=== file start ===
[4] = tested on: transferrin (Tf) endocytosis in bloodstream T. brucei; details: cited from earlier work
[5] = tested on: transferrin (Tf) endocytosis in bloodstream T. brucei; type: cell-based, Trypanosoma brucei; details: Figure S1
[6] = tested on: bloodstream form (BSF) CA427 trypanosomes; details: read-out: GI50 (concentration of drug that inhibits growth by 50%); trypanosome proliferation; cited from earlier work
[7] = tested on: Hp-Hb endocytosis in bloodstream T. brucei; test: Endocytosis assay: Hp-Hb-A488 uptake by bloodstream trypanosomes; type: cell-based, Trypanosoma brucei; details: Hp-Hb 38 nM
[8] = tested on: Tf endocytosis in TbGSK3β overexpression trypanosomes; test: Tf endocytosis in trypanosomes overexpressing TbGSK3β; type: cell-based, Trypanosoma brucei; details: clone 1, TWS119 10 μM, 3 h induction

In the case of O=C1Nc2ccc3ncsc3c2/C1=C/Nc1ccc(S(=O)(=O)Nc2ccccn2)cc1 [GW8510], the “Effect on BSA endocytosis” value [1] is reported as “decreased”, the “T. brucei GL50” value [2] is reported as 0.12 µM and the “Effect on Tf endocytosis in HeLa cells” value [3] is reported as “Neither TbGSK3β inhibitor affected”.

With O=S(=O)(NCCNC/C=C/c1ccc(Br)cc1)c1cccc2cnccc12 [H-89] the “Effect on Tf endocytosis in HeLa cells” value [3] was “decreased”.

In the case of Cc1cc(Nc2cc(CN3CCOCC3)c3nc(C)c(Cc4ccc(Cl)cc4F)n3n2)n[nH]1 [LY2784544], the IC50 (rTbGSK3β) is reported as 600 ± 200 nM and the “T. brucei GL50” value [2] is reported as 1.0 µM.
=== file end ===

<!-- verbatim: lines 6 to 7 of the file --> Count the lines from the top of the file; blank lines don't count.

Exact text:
In the case of O=C1Nc2ccc3ncsc3c2/C1=C/Nc1ccc(S(=O)(=O)Nc2ccccn2)cc1 [GW8510], the “Effect on BSA endocytosis” value [1] is reported as “decreased”, the “T. brucei GL50” value [2] is reported as 0.12 µM and the “Effect on Tf endocytosis in HeLa cells” value [3] is reported as “Neither TbGSK3β inhibitor affected”.

With O=S(=O)(NCCNC/C=C/c1ccc(Br)cc1)c1cccc2cnccc12 [H-89] the “Effect on Tf endocytosis in HeLa cells” value [3] was “decreased”.